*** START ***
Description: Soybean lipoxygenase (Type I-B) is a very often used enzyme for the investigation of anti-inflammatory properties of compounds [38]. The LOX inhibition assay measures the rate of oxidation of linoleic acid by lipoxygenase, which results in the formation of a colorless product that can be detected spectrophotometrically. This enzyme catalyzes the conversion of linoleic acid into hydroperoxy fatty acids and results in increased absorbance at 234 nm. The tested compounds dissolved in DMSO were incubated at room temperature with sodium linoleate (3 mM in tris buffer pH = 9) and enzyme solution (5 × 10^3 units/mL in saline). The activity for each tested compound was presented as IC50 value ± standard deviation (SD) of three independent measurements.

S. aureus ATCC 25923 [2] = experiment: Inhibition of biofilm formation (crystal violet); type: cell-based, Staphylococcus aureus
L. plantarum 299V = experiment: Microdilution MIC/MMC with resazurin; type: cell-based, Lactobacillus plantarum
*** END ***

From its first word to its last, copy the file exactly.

Description: Soybean lipoxygenase (Type I-B) is a very often used enzyme for the investigation of anti-inflammatory properties of compounds [38]. The LOX inhibition assay measures the rate of oxidation of linoleic acid by lipoxygenase, which results in the formation of a colorless product that can be detected spectrophotometrically. This enzyme catalyzes the conversion of linoleic acid into hydroperoxy fatty acids and results in increased absorbance at 234 nm. The tested compounds dissolved in DMSO were incubated at room temperature with sodium linoleate (3 mM in tris buffer pH = 9) and enzyme solution (5 × 10^3 units/mL in saline). The activity for each tested compound was presented as IC50 value ± standard deviation (SD) of three independent measurements.

S. aureus ATCC 25923 [2] = experiment: Inhibition of biofilm formation (crystal violet); type: cell-based, Staphylococcus aureus
L. plantarum 299V = experiment: Microdilution MIC/MMC with resazurin; type: cell-based, Lactobacillus plantarum